First European CO2 trade goes on sale

Anonymous eastern European country lures Norwegian business with energy plant project

A newspaper advertisement in the Norwegian national newspaper Aftenposten has caused a stir with an offer to "sell" a carbon dioxide quota in return for financial help in modernising a coal-fired power installation in an eastern European country. Although a few international carbon dioxide trades have been agreed between companies, this is believed to be the first such offer to be made in Europe.

Headlined "CO2 emissions quota for sale", the advertisement says: "In connection with the modernisation of a large coal-fired energy complex in east Europe the sale is considered part of a CO2 emissions quota. The current coal-fired steam turbine plant will be replaced by two natural gas-fired energy blocks with gas turbines, steam turbines and exhaust gas boilers for the production of process steam....Investment cost about NKr255m" (Ecu27.4m).

"Preliminary calculations suggest the plant will result in a CO2 reduction of 1.8m tonnes per year. Construction of the gas turbine installation will be financed by sale of the emissions quota. The buyer of the emissions quota can expect part-ownership of the gas turbine installation."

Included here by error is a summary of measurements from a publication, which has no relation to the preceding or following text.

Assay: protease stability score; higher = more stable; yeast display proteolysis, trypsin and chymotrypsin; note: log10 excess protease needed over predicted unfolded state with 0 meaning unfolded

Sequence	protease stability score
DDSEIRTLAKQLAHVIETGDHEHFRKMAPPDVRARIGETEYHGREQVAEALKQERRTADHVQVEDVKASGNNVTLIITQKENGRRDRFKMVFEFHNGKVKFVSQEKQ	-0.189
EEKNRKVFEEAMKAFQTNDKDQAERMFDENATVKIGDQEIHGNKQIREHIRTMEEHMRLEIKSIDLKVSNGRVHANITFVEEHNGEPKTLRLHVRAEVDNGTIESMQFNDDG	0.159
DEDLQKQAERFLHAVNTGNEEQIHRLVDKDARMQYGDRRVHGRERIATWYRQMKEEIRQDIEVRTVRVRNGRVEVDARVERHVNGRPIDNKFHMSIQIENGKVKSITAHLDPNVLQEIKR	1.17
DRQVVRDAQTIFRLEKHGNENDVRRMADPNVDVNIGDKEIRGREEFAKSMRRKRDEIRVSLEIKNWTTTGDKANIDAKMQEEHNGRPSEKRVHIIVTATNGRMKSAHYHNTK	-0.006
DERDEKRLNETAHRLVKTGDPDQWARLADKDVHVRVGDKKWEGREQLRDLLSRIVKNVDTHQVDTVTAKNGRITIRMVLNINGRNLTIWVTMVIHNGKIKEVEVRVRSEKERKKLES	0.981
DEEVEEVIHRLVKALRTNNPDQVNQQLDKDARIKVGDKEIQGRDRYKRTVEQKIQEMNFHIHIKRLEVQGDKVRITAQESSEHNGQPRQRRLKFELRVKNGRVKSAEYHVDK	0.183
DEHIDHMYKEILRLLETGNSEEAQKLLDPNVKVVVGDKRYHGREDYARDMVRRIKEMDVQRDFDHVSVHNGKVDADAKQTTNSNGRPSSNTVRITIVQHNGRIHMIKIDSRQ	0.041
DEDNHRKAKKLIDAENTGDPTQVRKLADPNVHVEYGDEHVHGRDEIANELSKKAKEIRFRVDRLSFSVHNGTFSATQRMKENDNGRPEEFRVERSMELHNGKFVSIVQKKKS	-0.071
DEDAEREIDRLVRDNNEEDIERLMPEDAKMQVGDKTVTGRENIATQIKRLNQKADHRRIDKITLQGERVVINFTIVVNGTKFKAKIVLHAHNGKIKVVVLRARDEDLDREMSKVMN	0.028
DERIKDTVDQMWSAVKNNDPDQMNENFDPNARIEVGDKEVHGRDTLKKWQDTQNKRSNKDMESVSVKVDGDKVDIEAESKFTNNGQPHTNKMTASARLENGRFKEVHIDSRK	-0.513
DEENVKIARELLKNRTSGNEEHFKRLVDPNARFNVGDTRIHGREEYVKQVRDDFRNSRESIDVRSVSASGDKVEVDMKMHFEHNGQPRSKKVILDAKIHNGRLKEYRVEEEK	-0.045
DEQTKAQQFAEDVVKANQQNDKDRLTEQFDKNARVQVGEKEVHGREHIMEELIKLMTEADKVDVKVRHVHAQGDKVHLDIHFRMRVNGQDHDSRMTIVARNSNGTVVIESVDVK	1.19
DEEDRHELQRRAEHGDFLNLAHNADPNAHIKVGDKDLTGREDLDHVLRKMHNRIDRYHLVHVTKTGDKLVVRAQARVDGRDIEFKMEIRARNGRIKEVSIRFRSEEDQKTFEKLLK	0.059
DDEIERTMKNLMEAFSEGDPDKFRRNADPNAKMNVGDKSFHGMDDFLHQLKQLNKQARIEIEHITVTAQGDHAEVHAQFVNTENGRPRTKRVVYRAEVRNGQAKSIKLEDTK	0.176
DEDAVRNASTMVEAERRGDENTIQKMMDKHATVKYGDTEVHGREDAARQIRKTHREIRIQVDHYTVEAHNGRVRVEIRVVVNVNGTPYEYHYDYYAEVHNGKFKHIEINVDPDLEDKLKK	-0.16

In a front-page article about the advertisement, Aftenposten has interpreted the advertisement as being aimed at "Norwegian business leaders with CO2 headaches" and notes that 1.8m tonne figure is "somewhat less" than the total emissions expected from two controversial proposed gas power stations on Norway's west coast.

The newspaper continued: "For Norway and Norwegian businesses, quota trading will be one way of fulfilling the Kyoto agreement's goal of reductions in the emissions of six climate gases from 2008-2012."

According to an expert quoted by Aftenposten, one-third of Norwegian emissions reductions could be achieved through buying quotas from other countries. Researcher Cathrine Hagem notes that any such deals must be approved by national authorities in the respective countries, and stresses the "great uncertainty" surrounding the relevant statistics in eastern Europe.

Erik Haugen of the Federation of Norwegian Process Industries (PIL), representing some of the companies emitting the most climate gases, says: "The advertisement shows that the companies are interested in exploiting the potential of the Kyoto agreement for quota trading and exchange of technology."

Ola Bøsterud of the industrial giant Elkem says: "Quota trading and a joint international approach to achieving the goals of the Kyoto agreement are of course interesting. But for Elkem the first aim is to reduce CO2 emissions by exploiting existing energy conservation possibilities in our own industry."

Follow Up:
Aftenposten, tel: +47 22 86 30 00.

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